Wisdom is generally acknowledged to be the highest good of the human mind, whether this be recognized as knowledge of first principles and causes or as a contemplative gaze at Wisdom itself. How does one obtain wisdom? The means is primarily conversation with great and wise persons who have already advanced far along the paths of knowledge and understanding to wisdom. As Angelicum Chairman, the philosopher Dr. Peter Redpath succinctly puts it when addressing audiences of young people interested in understanding why they ought to read great books: “If you wish to become wise, learn from wise people.”
Because persons of great wisdom are rare and generally unavailable to us due to distance or death, we enter into conversation with them through their books, which record their thought. In doing so we soon discover how all the authors of great books used this same method of study themselves—conversing with or reading the great books of the sages of earlier generations as their starting point. In so doing they avoid having to re-invent the wheel each generation; they avoid mistakes already dealt with and build on existing foundations. Indeed, what would be the point in studying mediocre works by lesser luminaries or beginning all thought over from square one every few years, when great books by the wisest people – the great sages of civilization – are now readily available?
“The reading of all good books is indeed like a conversation with the noblest men of past centuries who were the authors of them, nay a carefully studied conversation, in which they reveal to us none but the best of their thoughts.” – Descartes, Discourse on Method, I
Through the internal dialectical process found in the great books – the references, discussions, critiques and responses to the thought of their wise predecessors, referred to as the “Great Conversation” by Hutchins – we may closely follow the development of the investigations conducted by these sages into the great ideas they have pondered and about which they have written. This manner of study has always been the normative approach to wisdom in the West.
“Until lately the West has regarded it as self-evident that the road to education lay through great books. No man was educated until he was acquainted with the masterpieces of his tradition…they were the principal instruments of liberal education…The goal toward which Western society moves is the Civilization of the Dialogue. The spirit of Western civilization is the spirit of inquiry. Its dominant element is Logos.” – Robert M. Hutchins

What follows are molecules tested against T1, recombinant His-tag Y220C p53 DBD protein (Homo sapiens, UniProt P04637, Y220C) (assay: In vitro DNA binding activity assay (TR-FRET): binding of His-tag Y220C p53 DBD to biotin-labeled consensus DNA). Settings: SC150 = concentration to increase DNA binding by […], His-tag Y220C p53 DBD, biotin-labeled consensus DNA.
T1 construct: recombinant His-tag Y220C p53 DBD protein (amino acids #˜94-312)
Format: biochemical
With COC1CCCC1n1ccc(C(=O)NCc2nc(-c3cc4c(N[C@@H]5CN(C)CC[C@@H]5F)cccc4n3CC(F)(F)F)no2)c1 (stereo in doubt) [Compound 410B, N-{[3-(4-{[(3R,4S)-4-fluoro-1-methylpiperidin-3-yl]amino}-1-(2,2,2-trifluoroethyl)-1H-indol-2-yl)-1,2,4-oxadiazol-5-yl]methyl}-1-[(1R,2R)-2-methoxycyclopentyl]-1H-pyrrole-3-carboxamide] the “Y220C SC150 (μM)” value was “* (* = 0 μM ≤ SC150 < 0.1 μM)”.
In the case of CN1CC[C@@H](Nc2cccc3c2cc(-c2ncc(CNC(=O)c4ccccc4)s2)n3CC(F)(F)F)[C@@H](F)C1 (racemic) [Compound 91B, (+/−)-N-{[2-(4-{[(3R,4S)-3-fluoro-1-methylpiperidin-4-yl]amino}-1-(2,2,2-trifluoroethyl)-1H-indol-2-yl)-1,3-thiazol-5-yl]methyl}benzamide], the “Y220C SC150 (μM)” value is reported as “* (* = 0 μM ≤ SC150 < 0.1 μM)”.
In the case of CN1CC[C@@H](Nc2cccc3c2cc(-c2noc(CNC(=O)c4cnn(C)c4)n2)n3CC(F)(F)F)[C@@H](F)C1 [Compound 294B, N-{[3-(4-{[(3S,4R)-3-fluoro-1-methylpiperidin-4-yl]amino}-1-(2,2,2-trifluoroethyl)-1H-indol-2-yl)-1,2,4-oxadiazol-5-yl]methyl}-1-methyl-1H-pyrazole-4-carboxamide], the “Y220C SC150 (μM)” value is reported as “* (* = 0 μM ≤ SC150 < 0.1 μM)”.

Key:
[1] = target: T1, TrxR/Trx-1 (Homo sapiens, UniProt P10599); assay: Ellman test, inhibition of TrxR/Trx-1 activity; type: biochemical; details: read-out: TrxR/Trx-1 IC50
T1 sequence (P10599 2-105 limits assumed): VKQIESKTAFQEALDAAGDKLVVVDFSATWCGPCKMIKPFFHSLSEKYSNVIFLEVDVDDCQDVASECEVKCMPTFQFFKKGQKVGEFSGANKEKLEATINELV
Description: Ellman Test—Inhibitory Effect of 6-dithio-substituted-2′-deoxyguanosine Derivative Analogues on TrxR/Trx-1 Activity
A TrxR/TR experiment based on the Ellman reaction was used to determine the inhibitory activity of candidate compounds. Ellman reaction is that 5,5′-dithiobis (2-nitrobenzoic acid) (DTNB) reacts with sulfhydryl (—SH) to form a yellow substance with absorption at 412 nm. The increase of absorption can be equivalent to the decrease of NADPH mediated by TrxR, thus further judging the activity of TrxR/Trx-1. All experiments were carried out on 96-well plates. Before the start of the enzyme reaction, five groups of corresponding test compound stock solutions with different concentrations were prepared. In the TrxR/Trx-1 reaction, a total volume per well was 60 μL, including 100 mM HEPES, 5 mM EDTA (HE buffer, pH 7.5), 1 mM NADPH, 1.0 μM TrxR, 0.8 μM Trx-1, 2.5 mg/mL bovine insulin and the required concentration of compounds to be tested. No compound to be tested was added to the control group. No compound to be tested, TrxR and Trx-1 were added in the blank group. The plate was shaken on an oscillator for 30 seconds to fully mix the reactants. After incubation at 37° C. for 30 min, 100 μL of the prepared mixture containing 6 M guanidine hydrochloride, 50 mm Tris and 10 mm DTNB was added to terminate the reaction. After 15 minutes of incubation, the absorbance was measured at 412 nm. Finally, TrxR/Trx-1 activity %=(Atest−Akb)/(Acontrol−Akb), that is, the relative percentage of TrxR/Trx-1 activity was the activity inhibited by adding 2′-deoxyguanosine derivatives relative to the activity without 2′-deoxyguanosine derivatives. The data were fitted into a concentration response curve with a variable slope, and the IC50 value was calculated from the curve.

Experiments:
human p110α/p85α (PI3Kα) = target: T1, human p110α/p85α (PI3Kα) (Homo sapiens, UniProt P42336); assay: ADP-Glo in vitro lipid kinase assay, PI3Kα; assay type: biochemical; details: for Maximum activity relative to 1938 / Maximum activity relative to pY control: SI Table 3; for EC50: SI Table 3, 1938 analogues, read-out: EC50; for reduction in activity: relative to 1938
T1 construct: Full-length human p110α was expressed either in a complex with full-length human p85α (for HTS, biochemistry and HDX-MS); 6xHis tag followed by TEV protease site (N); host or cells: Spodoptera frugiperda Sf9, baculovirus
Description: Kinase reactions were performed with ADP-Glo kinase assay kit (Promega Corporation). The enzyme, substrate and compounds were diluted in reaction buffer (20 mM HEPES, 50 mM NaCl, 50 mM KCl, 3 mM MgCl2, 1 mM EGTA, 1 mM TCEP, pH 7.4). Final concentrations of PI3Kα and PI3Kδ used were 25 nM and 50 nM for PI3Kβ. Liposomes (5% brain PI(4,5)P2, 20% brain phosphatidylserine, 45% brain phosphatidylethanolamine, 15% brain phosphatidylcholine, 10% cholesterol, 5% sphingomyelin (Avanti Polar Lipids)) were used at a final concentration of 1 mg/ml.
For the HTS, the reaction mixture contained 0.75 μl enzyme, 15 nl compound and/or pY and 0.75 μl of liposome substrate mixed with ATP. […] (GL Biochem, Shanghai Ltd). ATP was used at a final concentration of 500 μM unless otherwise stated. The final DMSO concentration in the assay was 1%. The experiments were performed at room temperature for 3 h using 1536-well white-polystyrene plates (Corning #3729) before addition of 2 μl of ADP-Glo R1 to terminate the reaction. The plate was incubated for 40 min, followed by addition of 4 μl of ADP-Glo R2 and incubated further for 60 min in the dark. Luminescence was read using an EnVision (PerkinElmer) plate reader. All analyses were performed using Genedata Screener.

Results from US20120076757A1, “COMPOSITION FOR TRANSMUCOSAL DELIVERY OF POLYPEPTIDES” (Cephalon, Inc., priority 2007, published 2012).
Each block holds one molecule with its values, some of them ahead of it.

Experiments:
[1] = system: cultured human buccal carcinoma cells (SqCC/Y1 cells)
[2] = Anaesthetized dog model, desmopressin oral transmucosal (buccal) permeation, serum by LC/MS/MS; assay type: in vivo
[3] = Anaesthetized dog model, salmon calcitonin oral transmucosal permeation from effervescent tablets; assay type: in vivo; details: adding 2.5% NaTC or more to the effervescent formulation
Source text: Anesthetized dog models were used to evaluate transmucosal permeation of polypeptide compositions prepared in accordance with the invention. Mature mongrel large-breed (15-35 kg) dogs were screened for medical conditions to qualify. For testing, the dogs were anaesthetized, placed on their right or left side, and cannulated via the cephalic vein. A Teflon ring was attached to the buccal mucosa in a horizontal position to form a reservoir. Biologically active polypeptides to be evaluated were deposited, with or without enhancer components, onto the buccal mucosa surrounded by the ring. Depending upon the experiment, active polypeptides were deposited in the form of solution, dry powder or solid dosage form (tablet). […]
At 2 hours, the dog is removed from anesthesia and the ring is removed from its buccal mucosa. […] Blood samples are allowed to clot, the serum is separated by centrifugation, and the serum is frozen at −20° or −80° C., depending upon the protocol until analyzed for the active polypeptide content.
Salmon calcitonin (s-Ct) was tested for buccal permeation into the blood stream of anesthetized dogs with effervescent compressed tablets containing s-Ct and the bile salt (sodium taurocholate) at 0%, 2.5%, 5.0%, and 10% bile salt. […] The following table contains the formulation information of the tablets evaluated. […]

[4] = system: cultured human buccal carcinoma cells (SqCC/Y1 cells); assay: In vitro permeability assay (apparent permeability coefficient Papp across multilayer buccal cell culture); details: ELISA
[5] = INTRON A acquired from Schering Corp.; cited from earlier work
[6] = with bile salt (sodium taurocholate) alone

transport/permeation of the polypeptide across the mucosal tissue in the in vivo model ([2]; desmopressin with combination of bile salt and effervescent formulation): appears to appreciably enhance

No ongoing dialogue comparable in duration or breadth exists in the East. Pope Benedict XVI has mentioned that Western civilization has become the dominant civilization because of its closer correspondence to human nature. In his 2006 Regensburg lecture he noted that there exists a real analogy between our created reason and God who is “Logos” (meaning both reason and word). To abandon reason and hence the dialogue which is both its natural expression and necessary aid would be contrary both to the nature of man and of God. The cumulative wisdom of the West is preserved and transmitted in its great music and art but most particularly in the study of its great books which record the results of three millennia of dialogue guided by reason concerning the most profound ideas with which we all must grapple such as existence, life, love, happiness, etc.
This manner of learning is greatly facilitated when the reader also engages in a dialectic (from the ancient Greek dia – “one with another”) exchange – a live conversation (in person or now online) – with other readers of the same books, probing and discussing the great ideas contained in them and carrying them a few steps farther. This method of learning is often referred to as the Socratic method after the ancient Athenian philosopher Socrates, who initiated its use as a deliberate way to obtain understanding and wisdom with the aid of other minds at work on the same idea. This same “questioning” method was used by Christ, who often answered questions with questions, parables and stories that left the hearers wondering, questioning and thinking. He already knew the answers, as Socrates often did. The goal was not merely indoctrination of the memory with information, facts and knowledge, but mind-and-life-changing thinking, understanding and ultimately, wisdom.